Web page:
In the spring of 2008, Kids In Glass Houses broke away from a bustling live music scene in South Wales and quickly caught the ear of the industry. A gutsy blend of power-pop and pop-punk with mosh-worthy hardcore graft, their debut album, Smart Casual, was a vibrant amalgam of 80s new wave influences and post-Strokes-era spikiness that dug its claws in while the “New Rock Revival” was in full swing. By combining the raucous energy of US pop-punk with the angular riffs of indie rock, Kids In Glass Houses smashed through the sound barrier.
The band’s breakthrough single, Give Me What I Want, had been playlisted by BBC Radio 1, a moment that marked a huge turning point in the group’s fortunes. Going from relative obscurity to acquiring national radio exposure “was obviously just such a huge, huge feeling” Kids In Glass Houses’ lead singer, Aled Phillips, tells Dig! “It kind of took us away from just being like hobbyists and then actually becoming something that was a bit more universal.”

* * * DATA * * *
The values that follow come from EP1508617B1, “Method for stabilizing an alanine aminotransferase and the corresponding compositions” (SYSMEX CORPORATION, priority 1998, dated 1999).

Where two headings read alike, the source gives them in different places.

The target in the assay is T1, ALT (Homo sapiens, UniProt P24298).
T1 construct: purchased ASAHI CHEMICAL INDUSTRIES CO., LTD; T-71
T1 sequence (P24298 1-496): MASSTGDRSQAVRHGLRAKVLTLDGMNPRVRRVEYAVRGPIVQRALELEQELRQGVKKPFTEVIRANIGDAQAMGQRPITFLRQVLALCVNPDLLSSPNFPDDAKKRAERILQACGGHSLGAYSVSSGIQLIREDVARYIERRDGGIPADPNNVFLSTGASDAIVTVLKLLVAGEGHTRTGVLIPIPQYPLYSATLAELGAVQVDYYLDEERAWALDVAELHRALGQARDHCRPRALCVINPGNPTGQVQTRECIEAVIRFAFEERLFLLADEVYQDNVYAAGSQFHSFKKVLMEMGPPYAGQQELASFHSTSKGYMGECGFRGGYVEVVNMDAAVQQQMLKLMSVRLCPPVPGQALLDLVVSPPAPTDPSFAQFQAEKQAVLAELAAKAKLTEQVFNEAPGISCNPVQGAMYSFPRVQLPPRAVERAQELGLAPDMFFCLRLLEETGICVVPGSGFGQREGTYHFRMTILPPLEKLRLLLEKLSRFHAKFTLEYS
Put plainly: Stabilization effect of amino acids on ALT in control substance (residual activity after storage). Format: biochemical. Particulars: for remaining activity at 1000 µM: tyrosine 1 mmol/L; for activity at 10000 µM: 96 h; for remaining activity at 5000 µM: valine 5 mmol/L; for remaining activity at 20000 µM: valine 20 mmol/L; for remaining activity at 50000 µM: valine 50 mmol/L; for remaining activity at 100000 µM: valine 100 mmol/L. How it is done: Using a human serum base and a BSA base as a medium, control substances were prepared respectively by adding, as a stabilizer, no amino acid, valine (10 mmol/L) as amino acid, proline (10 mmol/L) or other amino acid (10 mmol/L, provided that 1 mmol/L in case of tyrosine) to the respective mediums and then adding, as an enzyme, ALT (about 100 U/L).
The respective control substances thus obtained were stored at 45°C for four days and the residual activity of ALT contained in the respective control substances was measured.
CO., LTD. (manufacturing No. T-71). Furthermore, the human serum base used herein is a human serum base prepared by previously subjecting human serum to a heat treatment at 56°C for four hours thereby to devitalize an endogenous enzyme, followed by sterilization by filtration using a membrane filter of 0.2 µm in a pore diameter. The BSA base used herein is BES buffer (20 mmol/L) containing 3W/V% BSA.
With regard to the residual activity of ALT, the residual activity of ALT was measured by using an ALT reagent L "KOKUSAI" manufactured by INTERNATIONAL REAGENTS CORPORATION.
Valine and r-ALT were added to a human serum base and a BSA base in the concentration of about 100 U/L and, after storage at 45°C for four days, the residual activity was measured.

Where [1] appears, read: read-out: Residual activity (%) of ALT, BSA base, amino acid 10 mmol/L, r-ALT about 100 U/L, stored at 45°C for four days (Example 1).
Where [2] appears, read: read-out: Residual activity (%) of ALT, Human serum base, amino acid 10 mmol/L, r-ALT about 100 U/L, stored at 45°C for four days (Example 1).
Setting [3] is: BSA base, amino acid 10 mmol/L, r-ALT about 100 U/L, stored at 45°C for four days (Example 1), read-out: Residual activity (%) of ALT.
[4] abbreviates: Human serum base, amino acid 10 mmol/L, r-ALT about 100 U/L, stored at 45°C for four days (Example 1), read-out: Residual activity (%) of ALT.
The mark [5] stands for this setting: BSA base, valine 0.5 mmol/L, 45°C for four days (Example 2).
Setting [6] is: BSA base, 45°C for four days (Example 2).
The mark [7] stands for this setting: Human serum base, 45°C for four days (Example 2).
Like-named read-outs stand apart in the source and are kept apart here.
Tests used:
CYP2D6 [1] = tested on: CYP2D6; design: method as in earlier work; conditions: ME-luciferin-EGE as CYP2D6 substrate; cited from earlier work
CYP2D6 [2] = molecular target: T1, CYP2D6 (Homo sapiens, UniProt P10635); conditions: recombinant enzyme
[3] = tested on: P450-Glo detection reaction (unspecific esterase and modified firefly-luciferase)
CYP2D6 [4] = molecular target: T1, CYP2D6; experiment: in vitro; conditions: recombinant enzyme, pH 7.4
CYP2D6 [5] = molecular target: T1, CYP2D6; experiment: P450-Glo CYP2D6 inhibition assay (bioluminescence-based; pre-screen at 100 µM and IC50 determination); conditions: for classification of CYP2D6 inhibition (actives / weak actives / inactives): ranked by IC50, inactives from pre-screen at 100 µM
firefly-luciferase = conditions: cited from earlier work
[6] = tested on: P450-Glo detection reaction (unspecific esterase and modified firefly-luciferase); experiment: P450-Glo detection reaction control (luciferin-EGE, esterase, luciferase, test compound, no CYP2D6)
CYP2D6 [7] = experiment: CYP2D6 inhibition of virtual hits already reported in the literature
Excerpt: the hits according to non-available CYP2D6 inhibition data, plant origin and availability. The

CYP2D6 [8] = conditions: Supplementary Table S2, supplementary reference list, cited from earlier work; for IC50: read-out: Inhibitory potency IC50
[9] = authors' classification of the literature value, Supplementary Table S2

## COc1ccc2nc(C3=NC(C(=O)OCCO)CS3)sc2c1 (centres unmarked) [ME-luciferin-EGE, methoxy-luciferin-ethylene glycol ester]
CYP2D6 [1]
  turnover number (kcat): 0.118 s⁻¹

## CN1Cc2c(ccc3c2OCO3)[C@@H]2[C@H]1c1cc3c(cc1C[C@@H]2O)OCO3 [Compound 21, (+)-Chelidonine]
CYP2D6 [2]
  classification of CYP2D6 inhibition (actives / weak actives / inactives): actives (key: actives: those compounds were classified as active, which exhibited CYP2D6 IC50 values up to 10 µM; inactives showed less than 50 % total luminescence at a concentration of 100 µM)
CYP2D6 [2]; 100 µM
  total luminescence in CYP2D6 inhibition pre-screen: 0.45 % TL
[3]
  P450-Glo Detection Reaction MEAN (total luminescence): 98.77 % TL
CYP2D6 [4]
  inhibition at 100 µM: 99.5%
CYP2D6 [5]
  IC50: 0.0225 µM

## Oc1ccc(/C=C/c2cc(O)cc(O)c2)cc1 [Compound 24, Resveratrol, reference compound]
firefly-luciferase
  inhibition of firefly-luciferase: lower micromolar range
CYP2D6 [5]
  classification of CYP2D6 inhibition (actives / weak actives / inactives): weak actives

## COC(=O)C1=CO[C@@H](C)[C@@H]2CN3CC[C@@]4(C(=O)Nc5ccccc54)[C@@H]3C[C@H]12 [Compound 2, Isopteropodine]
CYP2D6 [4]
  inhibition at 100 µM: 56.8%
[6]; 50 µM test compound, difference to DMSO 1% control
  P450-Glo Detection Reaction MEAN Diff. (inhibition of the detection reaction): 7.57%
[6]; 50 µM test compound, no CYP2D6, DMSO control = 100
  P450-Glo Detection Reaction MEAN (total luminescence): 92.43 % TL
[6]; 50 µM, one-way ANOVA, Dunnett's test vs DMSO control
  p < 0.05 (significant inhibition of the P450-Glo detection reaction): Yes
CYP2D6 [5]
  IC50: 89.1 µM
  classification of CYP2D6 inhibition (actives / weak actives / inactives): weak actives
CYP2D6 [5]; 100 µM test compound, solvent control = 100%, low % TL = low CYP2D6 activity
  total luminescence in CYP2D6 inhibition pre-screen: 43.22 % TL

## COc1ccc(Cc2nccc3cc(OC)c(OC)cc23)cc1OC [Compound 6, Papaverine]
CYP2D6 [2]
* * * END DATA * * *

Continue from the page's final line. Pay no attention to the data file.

Now, more than 15 years after Smart Casual was released, Phillips reflects upon the group’s debut album with an understandable mixture of nostalgia and pride. “I think that album’s got a bit of a timelessness to it,” he admits. “I think it’s because it is just five people playing music. There’s no bells and whistles. It’s quite honest.”
Listen to ‘Smart Casual’ and buy the 15th-anniversary vinyl here.
The backstory: “We grew up going to hardcore punk shows”
Back in 2004, Aled Phillips formed Kids In Glass Houses after finishing his GCSEs, naming the group after a lyric in the song Tip Your Bartender, by Glassjaw. While he was growing up, Phillips had mostly been inspired by US pop-punk acts such as Green Day, but when he discovered the Welsh post-hardcore scene unfolding on his doorstep as a teenager, he soon found himself diving headfirst into the local gig circuit.
“In the earlier days we were kind of listening to a lot of the rock music that was happening around the time,” Phillips tells Dig!, citing Funeral For A Friend, whose debut album, Casually Dressed And Deep In Conversation, had spearheaded a new movement in Welsh music, as a formative influence. “We grew up going to hardcore punk shows and stuff like that, ’cause there’s quite a big scene for that in Wales.” It was at these shows that Phillips crossed paths with many of the local musicians who, in time, would eventually go on to play on Smart Casual.